The federal government reduced its contract spending by $20 billion in fiscal year 2012 from the previous year, the White House announced.
Joseph Jordan, administrator of the Office of Management and Budget’s Office of Federal Procurement Policy, said the drop is part of a larger three-year trend: FY12’s total contract spending was $35 billion less than the amount spending in FY09.
This comes after an eight-year period from FY00 to FY08 that saw contracting grow approximately $300 billion over that time.
“Since the beginning of the Administration, President Obama has challenged Federal agencies to strengthen their acquisition and contracting practices by eliminating inefficiencies and buying smarter,” Jordan said. “In response, agencies have cut unnecessary contracts and launched new efforts to pool the government’s buying power to deliver a better value for the American people.”
Jordan said the reductions have come in a variety of ways.
For instance, the government reduced spending on support services by $7 billion the past two years, reaching the Obama administration’s goal of cutting spending in that area by 15 percent by the end of FY12.
Another way is strategic sourcing. Jordan said the government has already saved $200 million on things like office supplies and domestic shipping services since FY10. The Department of Homeland Security, Jordan said, saved over $386 million last year by pooling purchases for a wide range of products – everything from canines to surveillance equipment – across the Federal Emergency Management Agency, the Coast Guard, Customs and Border Protection, and other components.
“This progress is remarkable, and we are pleased that we have not only stemmed but reversed the unsustainable growth in contracting under the previous Administration,” Jordan said.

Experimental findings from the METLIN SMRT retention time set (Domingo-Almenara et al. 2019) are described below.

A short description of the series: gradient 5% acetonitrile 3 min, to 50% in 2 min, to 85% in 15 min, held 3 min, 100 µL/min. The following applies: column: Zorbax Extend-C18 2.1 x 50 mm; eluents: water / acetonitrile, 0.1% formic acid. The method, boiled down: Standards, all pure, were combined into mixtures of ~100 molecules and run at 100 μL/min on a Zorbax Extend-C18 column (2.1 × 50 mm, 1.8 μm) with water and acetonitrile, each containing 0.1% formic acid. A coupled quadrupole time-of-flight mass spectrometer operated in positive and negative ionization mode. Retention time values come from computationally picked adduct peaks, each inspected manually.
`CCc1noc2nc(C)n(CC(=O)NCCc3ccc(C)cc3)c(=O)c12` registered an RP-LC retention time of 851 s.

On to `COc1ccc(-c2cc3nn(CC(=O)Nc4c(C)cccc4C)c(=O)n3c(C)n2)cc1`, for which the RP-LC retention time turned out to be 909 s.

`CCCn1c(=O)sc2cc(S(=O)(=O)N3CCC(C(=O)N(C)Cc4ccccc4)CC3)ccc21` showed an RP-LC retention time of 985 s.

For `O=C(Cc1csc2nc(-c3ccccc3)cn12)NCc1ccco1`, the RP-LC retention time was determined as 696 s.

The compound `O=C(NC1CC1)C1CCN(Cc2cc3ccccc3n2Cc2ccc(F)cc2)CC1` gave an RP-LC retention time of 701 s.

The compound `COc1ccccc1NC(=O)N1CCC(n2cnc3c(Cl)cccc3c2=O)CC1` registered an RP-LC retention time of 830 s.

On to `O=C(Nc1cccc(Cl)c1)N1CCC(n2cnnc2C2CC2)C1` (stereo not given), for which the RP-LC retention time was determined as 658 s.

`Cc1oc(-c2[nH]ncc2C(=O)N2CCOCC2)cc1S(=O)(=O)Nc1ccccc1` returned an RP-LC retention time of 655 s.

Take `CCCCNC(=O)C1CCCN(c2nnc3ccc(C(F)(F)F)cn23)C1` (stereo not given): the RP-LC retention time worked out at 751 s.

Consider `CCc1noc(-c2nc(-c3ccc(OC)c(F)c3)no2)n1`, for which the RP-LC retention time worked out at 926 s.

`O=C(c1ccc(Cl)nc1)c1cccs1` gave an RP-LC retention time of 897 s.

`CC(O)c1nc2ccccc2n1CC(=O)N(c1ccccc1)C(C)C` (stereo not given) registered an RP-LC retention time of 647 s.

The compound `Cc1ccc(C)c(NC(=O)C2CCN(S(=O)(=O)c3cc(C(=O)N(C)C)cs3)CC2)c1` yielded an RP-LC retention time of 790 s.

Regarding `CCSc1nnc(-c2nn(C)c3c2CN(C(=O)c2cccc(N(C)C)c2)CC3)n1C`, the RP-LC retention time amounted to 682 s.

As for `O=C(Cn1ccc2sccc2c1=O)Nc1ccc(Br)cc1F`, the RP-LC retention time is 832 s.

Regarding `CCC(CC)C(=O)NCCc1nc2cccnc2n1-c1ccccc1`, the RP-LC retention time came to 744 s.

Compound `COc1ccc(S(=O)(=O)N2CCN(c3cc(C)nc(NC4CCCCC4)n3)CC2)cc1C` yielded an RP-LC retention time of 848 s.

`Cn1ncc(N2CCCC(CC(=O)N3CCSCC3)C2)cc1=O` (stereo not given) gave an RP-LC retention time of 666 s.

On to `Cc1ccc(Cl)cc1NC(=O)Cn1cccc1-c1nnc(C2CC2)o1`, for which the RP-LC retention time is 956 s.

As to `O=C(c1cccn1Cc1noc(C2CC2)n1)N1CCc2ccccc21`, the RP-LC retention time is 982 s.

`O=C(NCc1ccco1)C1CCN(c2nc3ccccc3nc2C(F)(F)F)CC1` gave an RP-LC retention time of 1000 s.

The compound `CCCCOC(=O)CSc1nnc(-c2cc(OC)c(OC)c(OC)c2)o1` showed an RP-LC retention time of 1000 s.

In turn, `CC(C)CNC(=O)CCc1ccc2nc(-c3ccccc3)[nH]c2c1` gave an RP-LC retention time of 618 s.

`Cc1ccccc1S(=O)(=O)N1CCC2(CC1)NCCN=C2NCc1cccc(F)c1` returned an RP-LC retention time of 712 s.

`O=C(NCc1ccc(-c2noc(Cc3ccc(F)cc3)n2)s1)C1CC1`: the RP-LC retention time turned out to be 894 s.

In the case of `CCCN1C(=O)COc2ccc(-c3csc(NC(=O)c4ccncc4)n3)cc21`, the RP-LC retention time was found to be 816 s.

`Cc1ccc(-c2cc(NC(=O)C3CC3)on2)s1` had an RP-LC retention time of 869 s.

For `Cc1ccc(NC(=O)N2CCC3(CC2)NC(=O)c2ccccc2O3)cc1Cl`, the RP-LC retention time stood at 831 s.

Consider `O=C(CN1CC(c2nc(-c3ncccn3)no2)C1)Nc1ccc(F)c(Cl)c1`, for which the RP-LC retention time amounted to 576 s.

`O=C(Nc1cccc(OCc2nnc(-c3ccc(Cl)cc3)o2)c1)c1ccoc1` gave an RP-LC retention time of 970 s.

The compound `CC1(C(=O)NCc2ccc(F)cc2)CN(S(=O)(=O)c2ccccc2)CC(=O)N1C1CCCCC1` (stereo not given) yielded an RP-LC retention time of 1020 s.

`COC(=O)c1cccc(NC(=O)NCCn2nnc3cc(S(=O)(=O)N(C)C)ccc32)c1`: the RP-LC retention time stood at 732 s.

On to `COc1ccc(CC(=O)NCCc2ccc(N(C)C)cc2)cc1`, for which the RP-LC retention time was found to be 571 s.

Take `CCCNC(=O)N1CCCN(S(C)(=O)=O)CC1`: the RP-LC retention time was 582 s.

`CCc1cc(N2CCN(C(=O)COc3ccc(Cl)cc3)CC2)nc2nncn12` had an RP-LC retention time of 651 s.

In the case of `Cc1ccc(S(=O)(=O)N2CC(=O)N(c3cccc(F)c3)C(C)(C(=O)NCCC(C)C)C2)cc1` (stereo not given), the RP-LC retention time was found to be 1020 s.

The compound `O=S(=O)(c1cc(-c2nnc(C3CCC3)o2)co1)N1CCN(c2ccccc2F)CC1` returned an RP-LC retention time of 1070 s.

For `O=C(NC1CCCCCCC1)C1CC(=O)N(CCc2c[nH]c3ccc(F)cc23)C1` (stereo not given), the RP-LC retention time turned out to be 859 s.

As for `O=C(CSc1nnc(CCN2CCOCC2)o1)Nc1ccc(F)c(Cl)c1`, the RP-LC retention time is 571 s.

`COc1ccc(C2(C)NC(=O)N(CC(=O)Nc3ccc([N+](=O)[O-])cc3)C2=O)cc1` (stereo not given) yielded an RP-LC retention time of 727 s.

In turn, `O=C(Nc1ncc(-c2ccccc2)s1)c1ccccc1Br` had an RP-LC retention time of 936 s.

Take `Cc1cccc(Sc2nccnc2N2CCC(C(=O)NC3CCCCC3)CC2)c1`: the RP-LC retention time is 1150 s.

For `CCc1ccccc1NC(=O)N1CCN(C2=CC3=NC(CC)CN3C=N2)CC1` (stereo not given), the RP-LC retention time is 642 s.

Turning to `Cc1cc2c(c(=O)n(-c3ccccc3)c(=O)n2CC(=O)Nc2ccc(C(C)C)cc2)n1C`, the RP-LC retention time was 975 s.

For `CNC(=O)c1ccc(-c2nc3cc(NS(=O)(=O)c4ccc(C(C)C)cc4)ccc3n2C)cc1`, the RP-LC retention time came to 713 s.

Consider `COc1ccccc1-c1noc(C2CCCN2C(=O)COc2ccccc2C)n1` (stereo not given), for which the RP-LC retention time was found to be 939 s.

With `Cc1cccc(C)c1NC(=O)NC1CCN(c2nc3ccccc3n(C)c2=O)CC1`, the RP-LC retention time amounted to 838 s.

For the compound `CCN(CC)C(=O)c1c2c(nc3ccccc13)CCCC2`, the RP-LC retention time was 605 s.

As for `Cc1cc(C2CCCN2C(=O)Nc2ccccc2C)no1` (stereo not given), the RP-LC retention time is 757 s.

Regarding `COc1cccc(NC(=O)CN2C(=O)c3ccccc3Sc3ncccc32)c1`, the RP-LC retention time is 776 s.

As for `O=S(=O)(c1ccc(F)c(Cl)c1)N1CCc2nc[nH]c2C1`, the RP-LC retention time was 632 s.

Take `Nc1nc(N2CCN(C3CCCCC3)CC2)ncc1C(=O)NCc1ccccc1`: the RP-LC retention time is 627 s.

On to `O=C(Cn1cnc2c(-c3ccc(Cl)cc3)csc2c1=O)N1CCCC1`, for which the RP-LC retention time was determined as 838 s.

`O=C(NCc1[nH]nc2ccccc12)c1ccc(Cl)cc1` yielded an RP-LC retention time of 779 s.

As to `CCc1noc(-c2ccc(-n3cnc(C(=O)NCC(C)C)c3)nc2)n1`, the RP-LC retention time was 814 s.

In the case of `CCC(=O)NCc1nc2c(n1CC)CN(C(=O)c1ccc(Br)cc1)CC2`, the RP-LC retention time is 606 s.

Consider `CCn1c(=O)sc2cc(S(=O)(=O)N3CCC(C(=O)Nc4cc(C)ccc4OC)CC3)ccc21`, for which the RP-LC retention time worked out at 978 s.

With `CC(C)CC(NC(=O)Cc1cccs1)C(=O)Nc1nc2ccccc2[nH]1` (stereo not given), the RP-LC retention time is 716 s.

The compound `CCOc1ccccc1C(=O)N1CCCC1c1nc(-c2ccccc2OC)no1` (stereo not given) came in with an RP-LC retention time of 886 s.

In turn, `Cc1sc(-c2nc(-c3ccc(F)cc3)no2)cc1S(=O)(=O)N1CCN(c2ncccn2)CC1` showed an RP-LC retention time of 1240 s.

Office of Management and Budget Director Jeff Zients issued a memo on Thursday calling for increased use of strategic sourcing to help the government continue to avoid unnecessary costs.
The guidance calls on the largest buying agencies to identify and develop at least 15 new government-wide strategic sourcing solutions that their agencies will commit to using over the next two years.
The agencies will analyze savings opportunities across the government, in areas such as desktops and laptops, IT software, janitorial and sanitation supplies, office furniture, building maintenance and operations services, and other professional and technical services.
“The initiative announced today builds on the successes that agencies have already had in this area, and will serve as the foundation for driving agencies to set new and bold goals for saving money and improving the acquisition and management of goods and services,” Jordan said. “The President will ensure that agencies move quickly to adopt new strategic sourcing solutions, increase their use of existing vehicles, and achieve even more savings for the American people over the next four years.”